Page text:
| 24 May 2024, Friday |

Panjshir Resistance in Afghanistan Claims ‘Al-Qaeda Joined Taliban’

As part of the 2020 peace deal with the US, the Taliban previously vowed not to allow al-Qaeda and other terrorist organizations to take hold in Afghanistan. That did not stop al-Qaeda from praising the “historic victory” of the insurgent group over NATO forces though.

Forces from the resistance in the Panjshir Valley in Afghanistan have claimed that al-Qaeda* has joined the Taliban*. The statement, published on Twitter, claims the two organizations joined forces in order to fight the resistance in the Panjshir Valley.

“Al-Qaeda has joined the Taliban to fight against the Afghan Resistance Front. The US retreated, history repeats itself”, the resistance front tweeted.
The National Resistance Front of Afghanistan is holed up in the Panjshir Valley not far from Kabul, where it is currently defending against Taliban forces, who successfully conquered the rest of the country in the wake of the NATO withdrawal. The front rejects the Taliban’s claims for power unless it agrees to form a truly inclusive government that will represent the interests of all groups and nationalities residing in the country. The Taliban previously pledged to form an inclusive government, but is yet to unveil it.

After unsuccessful negotiations with the Panjshir resistance, the Taliban launched an offensive against the valley which enjoys natural protection from the mountainous landscape. The insurgent group reported killing 34 members of the resistance and capturing 11 checkpoints. The National Resistance Front, in turn, claimed to have killed 350 Taliban fighters overnight between 1-2 September.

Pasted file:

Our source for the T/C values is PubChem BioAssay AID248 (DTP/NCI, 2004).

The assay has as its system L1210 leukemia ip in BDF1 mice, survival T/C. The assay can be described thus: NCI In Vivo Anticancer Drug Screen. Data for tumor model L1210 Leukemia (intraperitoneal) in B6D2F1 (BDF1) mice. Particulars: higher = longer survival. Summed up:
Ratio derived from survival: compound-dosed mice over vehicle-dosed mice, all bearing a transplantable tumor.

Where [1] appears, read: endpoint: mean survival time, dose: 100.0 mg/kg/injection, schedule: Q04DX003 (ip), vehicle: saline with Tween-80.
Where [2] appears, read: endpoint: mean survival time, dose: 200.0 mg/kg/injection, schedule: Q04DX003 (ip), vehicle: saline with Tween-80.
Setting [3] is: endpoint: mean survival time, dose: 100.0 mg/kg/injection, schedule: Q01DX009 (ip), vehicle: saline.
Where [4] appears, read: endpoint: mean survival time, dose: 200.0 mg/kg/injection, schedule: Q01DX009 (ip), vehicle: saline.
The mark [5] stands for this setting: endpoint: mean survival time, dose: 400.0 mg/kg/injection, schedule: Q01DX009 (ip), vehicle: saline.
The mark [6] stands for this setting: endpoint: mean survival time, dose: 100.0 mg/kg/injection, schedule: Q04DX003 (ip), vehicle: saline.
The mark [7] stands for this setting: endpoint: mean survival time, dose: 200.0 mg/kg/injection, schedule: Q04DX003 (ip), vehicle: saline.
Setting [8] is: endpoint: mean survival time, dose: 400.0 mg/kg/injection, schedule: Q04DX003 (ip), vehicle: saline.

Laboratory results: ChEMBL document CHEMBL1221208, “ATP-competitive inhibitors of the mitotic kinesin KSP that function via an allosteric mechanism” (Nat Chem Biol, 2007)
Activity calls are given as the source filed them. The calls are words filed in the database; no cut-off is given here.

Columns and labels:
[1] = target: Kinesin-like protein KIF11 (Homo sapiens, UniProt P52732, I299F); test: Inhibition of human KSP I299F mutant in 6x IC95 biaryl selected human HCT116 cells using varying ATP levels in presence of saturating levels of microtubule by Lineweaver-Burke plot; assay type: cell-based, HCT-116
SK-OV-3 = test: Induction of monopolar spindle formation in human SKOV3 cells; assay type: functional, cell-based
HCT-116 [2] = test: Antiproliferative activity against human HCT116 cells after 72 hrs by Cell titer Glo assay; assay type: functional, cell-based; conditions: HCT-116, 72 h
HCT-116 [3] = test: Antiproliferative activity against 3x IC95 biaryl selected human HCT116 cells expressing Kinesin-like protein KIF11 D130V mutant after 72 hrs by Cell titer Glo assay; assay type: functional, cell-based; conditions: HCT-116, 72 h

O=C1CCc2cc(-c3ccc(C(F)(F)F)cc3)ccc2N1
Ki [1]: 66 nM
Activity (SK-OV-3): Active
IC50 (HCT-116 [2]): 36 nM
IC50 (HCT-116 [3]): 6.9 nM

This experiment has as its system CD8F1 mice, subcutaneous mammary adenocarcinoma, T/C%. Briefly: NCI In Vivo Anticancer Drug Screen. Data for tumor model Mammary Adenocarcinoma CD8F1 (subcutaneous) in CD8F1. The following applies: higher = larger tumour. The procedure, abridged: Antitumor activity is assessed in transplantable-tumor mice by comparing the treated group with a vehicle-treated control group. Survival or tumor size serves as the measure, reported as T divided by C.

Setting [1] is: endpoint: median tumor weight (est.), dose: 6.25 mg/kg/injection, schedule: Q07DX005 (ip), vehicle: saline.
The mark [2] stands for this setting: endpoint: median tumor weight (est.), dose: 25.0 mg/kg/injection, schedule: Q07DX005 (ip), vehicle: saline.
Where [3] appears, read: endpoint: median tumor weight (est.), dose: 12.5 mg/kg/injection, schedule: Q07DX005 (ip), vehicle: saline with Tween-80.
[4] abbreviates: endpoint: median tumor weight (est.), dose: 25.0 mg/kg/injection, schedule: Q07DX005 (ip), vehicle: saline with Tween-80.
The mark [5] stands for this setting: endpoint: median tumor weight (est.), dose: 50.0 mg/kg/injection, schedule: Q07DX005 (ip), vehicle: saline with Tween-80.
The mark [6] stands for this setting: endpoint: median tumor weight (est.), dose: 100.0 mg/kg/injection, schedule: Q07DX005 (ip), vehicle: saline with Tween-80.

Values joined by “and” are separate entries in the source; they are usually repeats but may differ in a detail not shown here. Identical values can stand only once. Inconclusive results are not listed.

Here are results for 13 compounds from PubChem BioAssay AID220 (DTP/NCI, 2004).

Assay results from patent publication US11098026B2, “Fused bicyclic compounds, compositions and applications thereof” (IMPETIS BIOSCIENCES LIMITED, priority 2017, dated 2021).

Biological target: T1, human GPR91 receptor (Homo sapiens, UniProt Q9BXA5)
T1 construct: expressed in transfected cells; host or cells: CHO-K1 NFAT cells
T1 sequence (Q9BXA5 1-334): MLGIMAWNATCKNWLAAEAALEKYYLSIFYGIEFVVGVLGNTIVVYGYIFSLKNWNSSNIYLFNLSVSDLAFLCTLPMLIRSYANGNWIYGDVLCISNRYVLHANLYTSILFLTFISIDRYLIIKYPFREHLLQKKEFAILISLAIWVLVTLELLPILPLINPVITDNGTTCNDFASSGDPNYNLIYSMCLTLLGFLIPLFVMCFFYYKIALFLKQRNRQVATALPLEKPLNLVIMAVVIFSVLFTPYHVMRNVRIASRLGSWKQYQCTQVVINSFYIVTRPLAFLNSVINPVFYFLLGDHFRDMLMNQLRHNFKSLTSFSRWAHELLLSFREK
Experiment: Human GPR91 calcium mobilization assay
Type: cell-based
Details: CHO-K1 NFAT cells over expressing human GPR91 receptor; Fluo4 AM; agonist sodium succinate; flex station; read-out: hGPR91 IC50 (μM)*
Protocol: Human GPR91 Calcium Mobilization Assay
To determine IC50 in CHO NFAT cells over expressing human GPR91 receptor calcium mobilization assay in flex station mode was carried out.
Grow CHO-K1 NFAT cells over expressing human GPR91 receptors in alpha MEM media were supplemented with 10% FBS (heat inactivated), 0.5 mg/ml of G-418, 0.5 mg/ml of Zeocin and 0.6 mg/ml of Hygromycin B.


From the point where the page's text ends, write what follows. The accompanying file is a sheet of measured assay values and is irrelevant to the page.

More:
No Foothold for Terrorist Groups?

The Resistance Front’s claims suggest that the Taliban might have violated the provisions of the February 2020 peace deal with the US. Under it, the Taliban pledged to never again allow Afghanistan to turn into a breeding ground for terrorists, including al-Qaeda. Washington, in turn, had promised to withdraw its troops from the country, which it did on 30 August, four months later than the deadline outlined in the agreement.

US President Joe Biden’s decision to uphold the peace deal negotiated by his predecessor and withdraw troops from Afghanistan has faced harsh criticism from his political opponents and former security and defense officials. Some alleged that the withdrawal might result in the resurgence of terrorist groups in the country and an increase in terrorist attacks against the US as well as other western countries.

One of the leaders of the National Resistance Front, Afghanistan Vice President in exile Amrullah Saleh, claimed in an interview with Fox News that there is no ideological difference between Daesh, al-Qaeda, and the Taliban, adding that none of them can be trusted. While Daesh and al-Qaeda seek to establish a worldwide caliphate regulated by the rules of Sharia law, the Taliban publicly says its goal is to establish an emirate based on the same Islamic laws within the borders of Afghanistan.

  • Sputnik